Ash Wednesday 2016

The life of a monk should always have a Lenten quality, says St Benedict, and whatever we offer up should be done with the joy of the Holy Spirit as we look forward to the holy feast of Easter with joy and spiritual longing. (RB 49 passim) So, why the sudden gloom, the slightly ostentatious switching off of Social Media, the corkscrew placed out of sight, the lentils and the chickpeas to the fore? There are three possible reasons.

One is, we have got it all wrong and actually enjoy being miserable, so we try to ensure we (and everyone else) is as miserable as possible. The second is, we may be using Lent to address some problem, real or presumed, in our lives, e.g. confusing dieting with fasting, or see Lent as some sort of endurance test, so the more awful, the better. The third is, we have got it all right, and these trifling little offerings are our way of saying, ‘I love you, Lord. This is my way of trying to show it and learn how to love you better. I may get confused and set off on the wrong track at times, but I trust you to lead me back.’

Lent is an opportunity we do not want to waste but, if my experience is anything to go by, it is not the penances we set ourselves that matter but the totally unexpected ones the Lord sends that will scour us out and prepare us for Easter. As we begin Lent, therefore, let us ask for the grace to be attentive, to be courageous . . . and to be cheerful.

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Shrove Tuesday 2016

Today is the day when the ‘joy and spiritual longing’ St Benedict associates with Lent come to the fore. This is the day for confessing our sins, for the restoration of a right relationship between God and ourselves, and between ourselves and everyone with whom we are in any way at odds. It is the day for being freed from our sins, and freeing others from anything that holds them ensnared. Clearing our larders of eggs and butter and making pancakes is secondary. It is the spiritual preparation for Lent that matters most; but, happily, Catholicism has never been a dour religion so we can carnival (eat meat) and toss our pancakes with gusto, inverting the usual order of things by ushering in the great fast with a great feast.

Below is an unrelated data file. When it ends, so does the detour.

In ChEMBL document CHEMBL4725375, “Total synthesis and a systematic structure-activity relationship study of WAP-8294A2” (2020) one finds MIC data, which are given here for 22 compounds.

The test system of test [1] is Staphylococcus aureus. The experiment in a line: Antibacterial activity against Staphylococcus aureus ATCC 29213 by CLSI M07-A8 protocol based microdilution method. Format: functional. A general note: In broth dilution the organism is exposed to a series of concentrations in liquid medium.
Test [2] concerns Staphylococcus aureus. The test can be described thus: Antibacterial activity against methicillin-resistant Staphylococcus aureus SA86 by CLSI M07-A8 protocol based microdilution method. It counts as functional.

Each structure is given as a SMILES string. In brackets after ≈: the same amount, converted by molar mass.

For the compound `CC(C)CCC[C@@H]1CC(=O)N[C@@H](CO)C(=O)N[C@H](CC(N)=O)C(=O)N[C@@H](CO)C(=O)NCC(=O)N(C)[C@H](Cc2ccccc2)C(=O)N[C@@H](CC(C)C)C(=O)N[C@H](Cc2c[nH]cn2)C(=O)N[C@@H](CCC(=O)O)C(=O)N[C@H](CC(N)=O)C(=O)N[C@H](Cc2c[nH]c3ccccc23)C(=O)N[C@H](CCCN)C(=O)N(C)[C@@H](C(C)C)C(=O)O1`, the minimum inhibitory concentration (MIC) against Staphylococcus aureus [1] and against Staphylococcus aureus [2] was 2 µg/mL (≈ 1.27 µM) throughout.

Today, if not before, we will also think about the form our prayer, fasting and almsgiving should take. If you look back on this blog, you will find several suggestions, but today I would like to mention just one monastic discipline: the Lent Book, a book of scripture chosen by the superior and assigned to each member of the community after some prayer and thought about what he/she would find most helpful or challenging. A hundred members of our online community have already received a personal recommendation, but for those of you who didn’t, but who would value a suggestion, I’m going to invite you to read the Book of Exodus.

With the mass migrations sweeping across Europe, Exodus is a timely reminder of what it means to be a slave then an exile; to be set free by the Lord, then search for the fulfilment of a dream, a promise. But Exodus is much more than a conveniently contemporary account of the dynamics of oppression and freedom. It is a record of the Lord’s tender love for his people, the covenant he established in the desert and ultimately sealed with the blood of Jesus on Calvary. The experience of wandering in the wilderness is one we can all relate to in some measure, along with the experience of sin and failure. The story of Exodus filled Jesus’ last days on earth and helps interpret his final actions and sayings. As such, it is a wonderful preparation for Easter — which is what Lent is all about.

Tips on Reading
As always, pray before you begin to read; read the text as addressed to yourself; and give thanks when you have finished, because grace grows in proportion to gratitude. At some point you will become weary and want to give up, or you’ll seek diversion in concordances and commentaries, but try just to stick to the text and let God speak to you through it. You can delve into the commentaries later to enrich your understanding but don’t let them become an excuse not to engage with the text.

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